Packaging, Contents, Exterior, And Cabling
The SSR-650TD arrives in a large box featuring a nice silver background. Up front, we only find the product's capacity, the series description, an 80 PLUS Titanium badge, and mention of the 10-year warranty. Up in top corner, three logos advertise some awards that Seasonic earned recently.
On the sides of the box are technical and power specification tables, along with a photo of the SSR-650TD. Finally, around back, several paragraphs describe this PSU's strong points, including tight load regulation (micro tolerance load regulation, as Seasonic calls it), the 135 mm FDB fan, semi-passive operation, good ripple suppression, and the extended hold-up time, which exceeds 30 ms according to Seasonic.
The outer sleeving hides a box with a nice black glossy finish. Seasonic pays a lot of attention to detail, which doesn't surprise us since this series is its flagship. Inside, the PSU is protected by packing foam; it's also wrapped in a nice cloth bag.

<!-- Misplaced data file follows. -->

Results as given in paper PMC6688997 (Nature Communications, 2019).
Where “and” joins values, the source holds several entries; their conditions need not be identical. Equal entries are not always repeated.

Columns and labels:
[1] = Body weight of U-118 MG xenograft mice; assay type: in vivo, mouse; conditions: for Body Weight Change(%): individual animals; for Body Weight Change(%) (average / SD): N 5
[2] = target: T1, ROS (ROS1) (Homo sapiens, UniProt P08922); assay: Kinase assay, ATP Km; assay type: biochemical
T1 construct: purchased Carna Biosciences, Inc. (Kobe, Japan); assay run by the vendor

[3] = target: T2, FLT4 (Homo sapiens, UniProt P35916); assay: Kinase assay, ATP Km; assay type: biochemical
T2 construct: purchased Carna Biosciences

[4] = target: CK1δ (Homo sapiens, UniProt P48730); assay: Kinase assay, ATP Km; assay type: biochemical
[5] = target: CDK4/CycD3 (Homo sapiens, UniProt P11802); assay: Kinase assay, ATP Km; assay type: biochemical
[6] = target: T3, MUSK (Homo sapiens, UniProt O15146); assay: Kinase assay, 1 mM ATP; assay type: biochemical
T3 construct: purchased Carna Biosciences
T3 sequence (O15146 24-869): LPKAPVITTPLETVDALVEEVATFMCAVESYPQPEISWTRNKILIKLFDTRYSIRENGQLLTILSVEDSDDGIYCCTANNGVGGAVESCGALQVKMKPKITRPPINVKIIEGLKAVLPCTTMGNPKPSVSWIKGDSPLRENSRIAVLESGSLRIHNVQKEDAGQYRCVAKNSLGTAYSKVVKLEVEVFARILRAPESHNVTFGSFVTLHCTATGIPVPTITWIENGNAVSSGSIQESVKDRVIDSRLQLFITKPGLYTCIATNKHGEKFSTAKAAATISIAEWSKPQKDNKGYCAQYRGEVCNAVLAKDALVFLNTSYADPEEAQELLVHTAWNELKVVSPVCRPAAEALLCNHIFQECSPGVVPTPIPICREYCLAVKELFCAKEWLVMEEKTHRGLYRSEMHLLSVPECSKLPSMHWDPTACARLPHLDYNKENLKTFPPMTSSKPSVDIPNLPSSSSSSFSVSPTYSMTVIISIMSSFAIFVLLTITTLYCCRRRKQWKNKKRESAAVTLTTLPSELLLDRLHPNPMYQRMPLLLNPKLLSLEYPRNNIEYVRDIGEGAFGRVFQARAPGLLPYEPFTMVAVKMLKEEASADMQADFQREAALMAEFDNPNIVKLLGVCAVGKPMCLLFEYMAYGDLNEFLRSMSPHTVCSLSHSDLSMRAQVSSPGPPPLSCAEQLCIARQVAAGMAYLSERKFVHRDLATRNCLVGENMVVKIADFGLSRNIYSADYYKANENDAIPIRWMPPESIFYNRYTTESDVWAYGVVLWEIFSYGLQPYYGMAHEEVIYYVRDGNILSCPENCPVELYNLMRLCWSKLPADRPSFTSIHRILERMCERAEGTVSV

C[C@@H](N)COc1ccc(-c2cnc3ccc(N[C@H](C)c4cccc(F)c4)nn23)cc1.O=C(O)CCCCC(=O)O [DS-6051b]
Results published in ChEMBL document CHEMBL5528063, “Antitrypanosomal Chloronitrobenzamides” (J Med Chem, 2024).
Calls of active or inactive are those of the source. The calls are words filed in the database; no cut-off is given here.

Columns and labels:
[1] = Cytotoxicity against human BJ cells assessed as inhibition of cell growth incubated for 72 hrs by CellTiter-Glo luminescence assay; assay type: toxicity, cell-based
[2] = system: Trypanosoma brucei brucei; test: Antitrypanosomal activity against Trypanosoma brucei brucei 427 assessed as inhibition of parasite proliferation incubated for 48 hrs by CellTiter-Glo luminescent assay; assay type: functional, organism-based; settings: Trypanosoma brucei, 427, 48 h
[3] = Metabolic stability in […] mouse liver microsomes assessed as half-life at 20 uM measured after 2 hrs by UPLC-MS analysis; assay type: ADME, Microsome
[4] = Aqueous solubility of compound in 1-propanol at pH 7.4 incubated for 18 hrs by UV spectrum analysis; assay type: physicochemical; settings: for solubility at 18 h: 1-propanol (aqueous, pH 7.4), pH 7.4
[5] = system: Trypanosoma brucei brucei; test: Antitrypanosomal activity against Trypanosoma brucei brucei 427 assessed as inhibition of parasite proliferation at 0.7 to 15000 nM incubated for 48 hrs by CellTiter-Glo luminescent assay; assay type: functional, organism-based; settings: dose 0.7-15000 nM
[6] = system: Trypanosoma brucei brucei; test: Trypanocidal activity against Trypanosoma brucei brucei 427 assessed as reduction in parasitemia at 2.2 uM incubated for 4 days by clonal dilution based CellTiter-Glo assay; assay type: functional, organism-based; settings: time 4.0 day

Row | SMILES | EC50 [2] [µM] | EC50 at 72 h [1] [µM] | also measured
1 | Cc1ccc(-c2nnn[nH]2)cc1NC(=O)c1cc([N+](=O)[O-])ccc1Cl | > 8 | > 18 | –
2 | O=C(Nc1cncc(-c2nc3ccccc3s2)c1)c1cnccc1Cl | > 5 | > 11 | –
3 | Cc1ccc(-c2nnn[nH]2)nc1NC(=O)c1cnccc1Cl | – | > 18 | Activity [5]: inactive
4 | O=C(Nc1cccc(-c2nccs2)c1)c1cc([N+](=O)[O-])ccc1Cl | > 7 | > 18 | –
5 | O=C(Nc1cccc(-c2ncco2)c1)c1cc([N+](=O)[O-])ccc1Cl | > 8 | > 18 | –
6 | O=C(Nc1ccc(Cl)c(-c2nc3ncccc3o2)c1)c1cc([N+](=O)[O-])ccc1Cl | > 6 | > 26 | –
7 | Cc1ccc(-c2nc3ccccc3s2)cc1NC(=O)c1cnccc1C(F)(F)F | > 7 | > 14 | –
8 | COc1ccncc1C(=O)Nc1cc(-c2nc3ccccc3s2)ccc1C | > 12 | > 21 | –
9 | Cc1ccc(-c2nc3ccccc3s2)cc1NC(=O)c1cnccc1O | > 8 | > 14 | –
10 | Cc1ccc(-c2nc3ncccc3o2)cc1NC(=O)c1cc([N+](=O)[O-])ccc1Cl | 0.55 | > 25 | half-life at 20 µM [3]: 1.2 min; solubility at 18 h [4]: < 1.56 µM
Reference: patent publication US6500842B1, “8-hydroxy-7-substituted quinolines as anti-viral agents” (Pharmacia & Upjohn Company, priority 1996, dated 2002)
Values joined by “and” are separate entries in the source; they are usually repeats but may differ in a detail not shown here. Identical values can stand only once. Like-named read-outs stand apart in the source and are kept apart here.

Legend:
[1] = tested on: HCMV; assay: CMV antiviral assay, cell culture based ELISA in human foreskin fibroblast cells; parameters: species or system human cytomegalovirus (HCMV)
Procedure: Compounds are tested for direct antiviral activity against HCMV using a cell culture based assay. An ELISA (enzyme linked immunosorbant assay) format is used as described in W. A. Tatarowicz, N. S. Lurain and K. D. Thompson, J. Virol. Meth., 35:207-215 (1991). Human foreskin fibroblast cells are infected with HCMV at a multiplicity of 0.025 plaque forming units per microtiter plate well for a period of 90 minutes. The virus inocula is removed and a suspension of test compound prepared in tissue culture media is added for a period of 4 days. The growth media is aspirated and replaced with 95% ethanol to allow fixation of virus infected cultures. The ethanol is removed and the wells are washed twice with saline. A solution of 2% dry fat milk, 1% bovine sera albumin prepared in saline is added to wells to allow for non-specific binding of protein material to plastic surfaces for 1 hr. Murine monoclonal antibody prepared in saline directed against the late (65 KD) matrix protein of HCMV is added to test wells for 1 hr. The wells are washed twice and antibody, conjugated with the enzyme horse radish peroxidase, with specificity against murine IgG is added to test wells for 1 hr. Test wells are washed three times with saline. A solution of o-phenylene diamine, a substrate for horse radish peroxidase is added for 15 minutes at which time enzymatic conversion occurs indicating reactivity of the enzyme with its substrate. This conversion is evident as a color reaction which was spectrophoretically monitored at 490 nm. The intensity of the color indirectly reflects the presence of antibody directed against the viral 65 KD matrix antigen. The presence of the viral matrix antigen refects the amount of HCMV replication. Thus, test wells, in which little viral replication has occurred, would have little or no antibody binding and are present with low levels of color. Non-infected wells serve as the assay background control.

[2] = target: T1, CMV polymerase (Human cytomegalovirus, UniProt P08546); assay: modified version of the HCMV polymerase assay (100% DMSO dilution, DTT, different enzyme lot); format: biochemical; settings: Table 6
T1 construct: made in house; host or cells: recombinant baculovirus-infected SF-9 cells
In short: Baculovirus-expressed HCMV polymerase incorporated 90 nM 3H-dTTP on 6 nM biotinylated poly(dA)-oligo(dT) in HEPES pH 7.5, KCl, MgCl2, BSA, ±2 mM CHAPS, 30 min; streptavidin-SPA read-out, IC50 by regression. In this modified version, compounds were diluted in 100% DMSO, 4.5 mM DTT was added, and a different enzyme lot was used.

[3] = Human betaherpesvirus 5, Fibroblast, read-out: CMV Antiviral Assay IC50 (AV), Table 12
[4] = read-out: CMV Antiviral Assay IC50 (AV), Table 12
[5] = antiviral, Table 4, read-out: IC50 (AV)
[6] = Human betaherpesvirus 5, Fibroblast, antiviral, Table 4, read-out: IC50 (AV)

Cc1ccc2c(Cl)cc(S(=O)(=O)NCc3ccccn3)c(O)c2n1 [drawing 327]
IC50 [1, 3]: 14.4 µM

A smaller box contains all accessories, including a set of Velcro straps, a case badge, several zip ties, fixing bolts, a Prime sticker, the modular cables, and the AC power cord.
The Prime PSUs feature a distinctive looks thanks to their unique fan grille. On the front, we find the AC receptacle, the power switch, and a spring-loaded push button that activates (or deactivates) the semi-passive mode.
On the sides are two nice grilles that look like the ones sports cars have on their sides. They're probably mostly aesthetic, but we still like them.
Around back, the modular board is the only part of this PSU's external design that doesn't look particularly impressive. Seasonic should probably use some colored sockets here.
We appreciate the good looks and high-quality finish, though we weren't expecting anything less from such an expensive Seasonic PSU. The Prime units don't follow the external design cues of Seasonic's previous models, demonstrating the company's effort to present something totally new.
All cables used darkened wires, and they're all flat except for the main ATX one. Since Seasonic doesn't install capacitors on the modular cables to reduce ripple, we can't help but wonder why it didn't flatten the ATX cable as well.